Now that I’m back to being a working woman, I’ve had considerably less time to read. Don’t get me wrong; I’ve still read 1.75 books since last Wednesday, but my pace has slowed a bit. Fair trade-off for gainful employment, don’t you think? In any case, here are some more I devoured during my free week:
- “The Rosie Project” – Graeme Simsion: This book has been on my Goodreads “Want to Read” shelf since I joined the site on Jan. 1, 2016. I finally checked a digital copy out from the library and raced through it in record time. Don Tillman is a particularly enjoyable narrator, and you can guess how smoothly his quest to find the perfect wife through a questionnaire goes. 4 /5 stars for some superfluous parts — though that could be my speed-reading bias speaking.
- “The Guernsey Literary and Potato Peel Pie Society” – Mary Ann Shaffer: Can you say that title five times fast? I’ve yet to see the hit Netflix adaptation of this fictional World War II story, but the book was quite captivating. It’s structured unlike anything I’ve read before, entirely from letters between characters. An extra-special touch: Before Shaffer died in 2008, she worked with her niece, Annie Barrows, to piece this together. The result is nothing short of stunning. 4 / 5 stars because I predicted a few of the twists, but I enjoyed it immensely.
- “Into the Water” – Paula Hawkins: Author of “The Girl on the Train” is at it again with another twisty-turny tale. At least, that’s how it’s billed. While I love a good thriller, I didn’t find this one particularly thrilling. There are countless references to the water women are found dead in — so many, I literally said aloud, “We get it. There’s water.” I expected every turn and didn’t find this nearly as well done as Train. It’s one I felt I had to read, though, and I’m glad I could judge the hype for myself. It gets 3 / 5 stars.
- “The Death of Mrs. Westaway” – Ruth Ware: My peers rave about Ruth Ware, and this one (they claim) is some of her best work yet. It’s no wonder I took a break from the genre after this novel — I didn’t anticipate every single twist, but I also didn’t enjoy the core story nearly as much as I expected. An inheritance and big secret are usually enough to hook me, but I remained unimpressed. Again, so many references to the cold, I wondered if the editor ever read the story all at once. Chill, cold, freezing, icy… thank you, Thesaurus! At the risk of sounding bitter, this one gets 3 /5 stars because I wanted to read it and didn’t hate myself afterward.
In honor of my upcoming 30th birthday, I’ve researched countless “things to do before 30” lists. And while there are plenty to choose from, I kept coming back to “Thirty Things Every Woman Should Have and Should Know by the Time She’s 30.”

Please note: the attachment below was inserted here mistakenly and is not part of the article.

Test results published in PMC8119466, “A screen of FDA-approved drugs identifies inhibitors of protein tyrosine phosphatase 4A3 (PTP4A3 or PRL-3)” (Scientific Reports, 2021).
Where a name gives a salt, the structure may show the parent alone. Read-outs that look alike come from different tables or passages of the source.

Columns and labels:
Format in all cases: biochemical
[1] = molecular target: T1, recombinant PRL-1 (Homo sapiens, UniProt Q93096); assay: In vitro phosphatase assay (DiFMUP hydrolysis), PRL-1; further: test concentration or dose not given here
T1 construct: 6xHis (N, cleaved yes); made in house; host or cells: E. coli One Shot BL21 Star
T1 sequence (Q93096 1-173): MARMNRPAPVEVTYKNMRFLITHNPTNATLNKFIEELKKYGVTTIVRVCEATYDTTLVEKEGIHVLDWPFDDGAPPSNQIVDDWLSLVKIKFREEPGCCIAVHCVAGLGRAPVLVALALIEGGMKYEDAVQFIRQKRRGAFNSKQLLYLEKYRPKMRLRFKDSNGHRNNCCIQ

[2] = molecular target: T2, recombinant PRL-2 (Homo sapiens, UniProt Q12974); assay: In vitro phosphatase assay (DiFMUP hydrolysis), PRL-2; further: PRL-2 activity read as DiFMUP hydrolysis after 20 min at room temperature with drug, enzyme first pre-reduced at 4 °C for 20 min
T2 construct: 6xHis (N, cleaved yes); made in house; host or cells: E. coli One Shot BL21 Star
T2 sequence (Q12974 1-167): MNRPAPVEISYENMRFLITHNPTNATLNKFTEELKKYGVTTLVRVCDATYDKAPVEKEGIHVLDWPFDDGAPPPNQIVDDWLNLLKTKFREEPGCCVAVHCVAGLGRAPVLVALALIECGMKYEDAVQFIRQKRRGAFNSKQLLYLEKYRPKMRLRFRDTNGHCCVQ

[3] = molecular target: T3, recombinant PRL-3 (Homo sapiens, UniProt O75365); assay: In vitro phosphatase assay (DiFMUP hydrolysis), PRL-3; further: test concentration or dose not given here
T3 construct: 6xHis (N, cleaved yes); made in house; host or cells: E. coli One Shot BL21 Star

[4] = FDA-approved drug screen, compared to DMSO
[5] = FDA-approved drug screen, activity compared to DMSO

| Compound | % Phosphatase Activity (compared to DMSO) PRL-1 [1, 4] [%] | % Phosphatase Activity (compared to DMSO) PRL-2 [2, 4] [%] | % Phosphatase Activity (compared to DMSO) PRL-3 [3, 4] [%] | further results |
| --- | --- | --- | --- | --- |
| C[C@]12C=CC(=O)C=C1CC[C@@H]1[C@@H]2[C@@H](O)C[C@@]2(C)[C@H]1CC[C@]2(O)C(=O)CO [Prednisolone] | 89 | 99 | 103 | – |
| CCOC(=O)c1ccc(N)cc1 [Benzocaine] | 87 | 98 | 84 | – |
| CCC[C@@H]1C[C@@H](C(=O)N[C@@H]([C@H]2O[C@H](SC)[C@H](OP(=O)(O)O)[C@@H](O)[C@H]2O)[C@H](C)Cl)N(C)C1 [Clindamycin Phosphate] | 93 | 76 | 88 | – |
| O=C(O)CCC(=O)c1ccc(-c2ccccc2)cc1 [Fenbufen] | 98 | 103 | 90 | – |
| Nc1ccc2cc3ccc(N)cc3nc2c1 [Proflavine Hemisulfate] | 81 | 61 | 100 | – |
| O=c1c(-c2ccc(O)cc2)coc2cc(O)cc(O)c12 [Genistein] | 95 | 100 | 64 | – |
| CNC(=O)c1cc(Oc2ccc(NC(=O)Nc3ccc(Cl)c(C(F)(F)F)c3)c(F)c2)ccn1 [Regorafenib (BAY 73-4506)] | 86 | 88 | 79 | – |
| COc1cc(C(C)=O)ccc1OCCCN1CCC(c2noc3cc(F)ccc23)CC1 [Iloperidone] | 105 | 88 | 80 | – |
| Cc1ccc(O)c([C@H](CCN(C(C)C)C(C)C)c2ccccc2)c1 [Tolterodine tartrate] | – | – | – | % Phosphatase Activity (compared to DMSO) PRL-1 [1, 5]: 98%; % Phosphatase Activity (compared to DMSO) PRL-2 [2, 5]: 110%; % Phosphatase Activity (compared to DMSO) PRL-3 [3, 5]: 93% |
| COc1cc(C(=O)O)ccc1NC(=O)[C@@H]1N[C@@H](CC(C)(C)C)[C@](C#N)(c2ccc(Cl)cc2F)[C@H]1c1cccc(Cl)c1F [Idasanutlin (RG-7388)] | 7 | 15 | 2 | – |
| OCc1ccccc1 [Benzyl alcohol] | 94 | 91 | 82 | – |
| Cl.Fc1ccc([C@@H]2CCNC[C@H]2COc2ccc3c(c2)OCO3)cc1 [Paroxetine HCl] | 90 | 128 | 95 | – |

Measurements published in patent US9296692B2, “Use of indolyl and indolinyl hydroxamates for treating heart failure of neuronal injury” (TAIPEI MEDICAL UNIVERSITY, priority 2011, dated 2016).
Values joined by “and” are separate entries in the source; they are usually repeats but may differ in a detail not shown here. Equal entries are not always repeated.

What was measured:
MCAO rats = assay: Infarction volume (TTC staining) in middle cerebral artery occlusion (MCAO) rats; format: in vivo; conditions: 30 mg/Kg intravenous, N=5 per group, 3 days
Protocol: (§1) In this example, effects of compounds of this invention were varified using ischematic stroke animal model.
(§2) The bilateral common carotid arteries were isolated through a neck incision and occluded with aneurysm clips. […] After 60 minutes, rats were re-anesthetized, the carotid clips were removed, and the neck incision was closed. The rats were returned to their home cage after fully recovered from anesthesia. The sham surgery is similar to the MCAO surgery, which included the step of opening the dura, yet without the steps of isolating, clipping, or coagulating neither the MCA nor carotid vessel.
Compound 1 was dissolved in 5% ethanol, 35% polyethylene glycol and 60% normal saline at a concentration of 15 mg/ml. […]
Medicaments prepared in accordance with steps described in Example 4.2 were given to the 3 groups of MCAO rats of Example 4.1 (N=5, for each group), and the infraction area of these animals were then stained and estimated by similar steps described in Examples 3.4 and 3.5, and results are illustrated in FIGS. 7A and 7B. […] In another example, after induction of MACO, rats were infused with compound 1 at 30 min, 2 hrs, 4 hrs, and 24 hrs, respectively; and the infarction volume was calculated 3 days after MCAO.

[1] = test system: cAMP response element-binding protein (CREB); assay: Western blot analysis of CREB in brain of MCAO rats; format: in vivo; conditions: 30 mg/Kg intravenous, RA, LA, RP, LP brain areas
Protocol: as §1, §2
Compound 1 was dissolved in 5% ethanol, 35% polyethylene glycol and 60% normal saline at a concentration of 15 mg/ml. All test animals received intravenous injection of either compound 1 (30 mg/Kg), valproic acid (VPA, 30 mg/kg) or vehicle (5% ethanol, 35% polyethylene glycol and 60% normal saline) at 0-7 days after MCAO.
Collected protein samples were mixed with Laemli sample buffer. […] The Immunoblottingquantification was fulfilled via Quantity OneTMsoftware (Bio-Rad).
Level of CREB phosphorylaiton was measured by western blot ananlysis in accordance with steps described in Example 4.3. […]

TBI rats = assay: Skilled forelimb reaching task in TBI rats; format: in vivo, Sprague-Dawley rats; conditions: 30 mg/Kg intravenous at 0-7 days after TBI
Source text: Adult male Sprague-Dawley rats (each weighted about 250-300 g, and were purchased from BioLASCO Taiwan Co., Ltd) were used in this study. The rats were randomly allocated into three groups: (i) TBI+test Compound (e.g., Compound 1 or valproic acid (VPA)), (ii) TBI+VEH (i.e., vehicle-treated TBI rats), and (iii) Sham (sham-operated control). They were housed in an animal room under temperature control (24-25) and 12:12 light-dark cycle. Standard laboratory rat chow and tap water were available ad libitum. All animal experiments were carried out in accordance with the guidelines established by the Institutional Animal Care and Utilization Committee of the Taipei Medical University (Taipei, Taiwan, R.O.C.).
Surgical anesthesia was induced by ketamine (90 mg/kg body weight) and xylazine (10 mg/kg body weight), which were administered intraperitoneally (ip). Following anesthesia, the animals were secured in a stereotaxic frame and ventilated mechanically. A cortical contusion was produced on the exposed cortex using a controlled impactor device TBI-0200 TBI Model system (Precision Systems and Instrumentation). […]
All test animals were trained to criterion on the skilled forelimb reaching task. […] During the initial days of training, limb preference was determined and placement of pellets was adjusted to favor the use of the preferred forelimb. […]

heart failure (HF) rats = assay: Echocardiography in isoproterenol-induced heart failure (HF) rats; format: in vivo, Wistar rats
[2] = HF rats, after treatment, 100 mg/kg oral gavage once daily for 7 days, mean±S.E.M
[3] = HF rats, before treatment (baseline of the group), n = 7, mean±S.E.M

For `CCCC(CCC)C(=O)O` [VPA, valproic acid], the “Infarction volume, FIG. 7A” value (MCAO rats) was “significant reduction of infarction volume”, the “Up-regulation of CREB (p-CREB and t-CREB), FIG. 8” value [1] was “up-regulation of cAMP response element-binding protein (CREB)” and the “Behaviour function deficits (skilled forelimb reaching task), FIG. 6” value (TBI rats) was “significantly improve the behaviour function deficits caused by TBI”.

The List was originally published in Glamour by columnist Pamela Redmond Satran in 1997. Over the next 30 weeks, I’ll be tackling each item on The List and reflecting about it here… publicly (gulp). I hope you enjoy and we can grow together. After all, turning older is a privilege denied to many. Let’s begin!
By 30, you should have…
1. One old boyfriend you can imagine going back to and one who reminds you of how far you’ve come.
Wow, way to start us off with a doozy. I instantly cringed when I saw this was my FIRST item on The List to “obtain.” My relationship history is bumpy and painful, full of letdowns and lessons. But that’s exactly what this first essay, by Genevieve Field, is about: learning.
Field mentions the Buddhist teaching that “every relationship we have in our lives, whether it lasts five hours with a stranger on a plane or fifty years with our soulmate, is meant to teach us something.”
As painful as it can be to think about love lost, I’m also able to look back and see how much I’ve learned and how far I’ve come…
The man I can imagine going back to is my most recent ex — not because of the recency, but because I truly felt we were a great match with poor timing. Our relationship ended, obviously, and in a not-so-great way. Had he not let me go, though, I don’t think I’d have ever ended it. I was in love and believed he was worth working through our challenges, as resentful as I (didn’t realize I) was growing. We haven’t had any contact in a few months, but I wish him well and hope he’s working through his needs, just as I’ve been working through mine.
The man who reminds me how far I’ve come was not a boyfriend, per se, but a romantic relationship all the same. I’ve never been one to fake interest or depend on others, but I threw all that aside to “be” with him. I let myself be second fiddle to whatever else he had going on; I tried really hard to care about video games; I depended on him to be my social calendar and support system and lost myself in the process. Our few months together were the best — I thought — until I ended it after another dead-end conversation about our future, and 20/20 hindsight helped me see that I didn’t even like myself anymore.
There’s nothing wrong with me, or these two men, for these failed relationships. We’re each on our own journey, and there’s no telling where those roads will lead us. In the meantime, I can be grateful for the lessons I’ve gained from each of them (and that the tears have subsided since each breakup).
Looking back on your relationships, do you have someone you can imagine going back to, and someone who reminds you how far you’ve come? Let me know in the comments!